With Bowman looking ahead at running for re-election in 2018, the question is how does he rate as a mayor?  To be fair, we're going to look for the answer from the only man who knows---Brian Bowman.

Anyone running for office delivers a barrage of promises for what he or she is going to do if elected, then hopes voters forget most of what was promised. In the case of Brian Bowman, one solemn pledge stands out, and its that alone that delivers the measure of the mayor.

"I'll go as far as I have to, to restore Winnipeggers' trust and faith in city hall," Bowman told the CBC and other news outlets in year-end 2014 interviews. 

His predecessor Sam Katz's final years in office were characterized by scandal---rigged bids on multi-million dollar construction projects, preferential treatment for an investor of the mayor's baseball team, a suspicious purchase of a million dollar house for cash by the mayor from an officer that that investor's business, damning audits, ending with an RCMP investigation into allegations of kickbacks for a sweetheart deal on the construction of a new headquarters for the Winnipeg Police Service.

Winnipeggers were shell-shocked by the time of Bowman's election and welcomed his promise for clean government.  How's he done?

Uh oh.

Bowman's third year in office ended with city hall under a cloud of controversy that's engulfed city councillors, the mayor, the city's CAO, various city administrators (now gone), and a prominent developer. Sound familiar?

It stemmed from a plan to extend a road in Charleswood (called the Sterling Lyon Parkway).  The extension would mean expropriation of 96 homes. The homeowners were surpised to find out about the plan for their properties because public consultations held by the city never mentioned it. Sound familiar?

Of course it does. This is the same city scam that's been run for years. Take the Disraeli Freeway replacement in Sam Katz's day.  

Phony public consultations led neighbouring residents to think they had a choice of one of three options for a new bridge. They were surprised to learn the city actually planned to build a fourth bridge design, costing more than residents approved,  which had been planned for years but had never been made public.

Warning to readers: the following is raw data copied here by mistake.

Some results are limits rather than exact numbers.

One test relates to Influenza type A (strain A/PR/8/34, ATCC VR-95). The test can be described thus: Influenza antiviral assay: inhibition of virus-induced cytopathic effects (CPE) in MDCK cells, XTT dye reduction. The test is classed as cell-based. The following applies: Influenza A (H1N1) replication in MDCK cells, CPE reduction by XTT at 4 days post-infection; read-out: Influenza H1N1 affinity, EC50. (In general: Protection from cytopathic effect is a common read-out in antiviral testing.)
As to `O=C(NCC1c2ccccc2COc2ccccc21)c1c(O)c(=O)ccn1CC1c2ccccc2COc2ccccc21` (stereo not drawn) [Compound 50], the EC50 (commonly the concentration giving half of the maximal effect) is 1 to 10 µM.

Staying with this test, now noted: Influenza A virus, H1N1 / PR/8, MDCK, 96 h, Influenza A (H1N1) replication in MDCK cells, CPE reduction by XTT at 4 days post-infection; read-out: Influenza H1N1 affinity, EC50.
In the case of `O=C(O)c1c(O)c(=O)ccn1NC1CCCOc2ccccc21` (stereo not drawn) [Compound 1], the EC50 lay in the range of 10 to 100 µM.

City officials used the same template in Charleswood under Brian Bowman. 
-  Phony public consultations. 
-  Three options. 
-  A fourth planned all along chosen to go ahead. 

Only they hit a snag. They came up against people who had money. Who could hire lawyers and researchers and planners of their own. And the scheme fell apart in the bright light of day, but not before uncovering documentation suggesting that their own councillor knew about option four but didn't tell them. Councillor Marty Moranz plans to call for a city audit of the project, that's now on hold.

Internal emails also disclosed that the mayor at one point intervened personally to stop the road extension project (temporarily) for an undisclosed reason.  Did his intervention have anything to do with his mother, who lives in the area and who attended at least one public hearing?  You've got to admire a man who loves his mother.

Anything else? There's the Parking Authority which keeps getting caught gouging drivers. Most recently they planned to ticket Saturday parkers who thought the stickers that read "2 hours complimentary parking on Saturday" meant 2 hours free parking.  Oh, no, said the Parking Authority. It obviously meant pay for two hours and get two hours additional for free. What's the matter with people? Can't they understand plain English? 

There's the North End sewage-treatment plant that continues to hemmorhage money.  In 2016 it was estimated to cost almost $800 million. We wish. The current estimate is $1.4 billion and only God knows when it will be completed. Apparently everybody we've hired so far doesn't know what they're doing. Bowman is unperturbed. 

What's a billion? Bold, that's what.

The RCMP investigation into the construction of the Winnipeg Police headquarters has entered its third year.  It has expanded to include construction of the Canada Post Mail Processing Plant near the airport, which was built by the same company involved in the police HQ project.

And remember how Winnipeg wound up building a firehall on land it didn't own on Taylor Avenue in River Heights?  A bylaw passed in 2014 called for expropriation of the land. The city was to receive recommendations early in 2015 on what to pay. 

The city clerk's website says the matter is still "active", which means the city still owns a firehall built on land it doesn't own, three years after Bowman was elected.

Do voters have more trust in city hall than they did before the last mayoral election?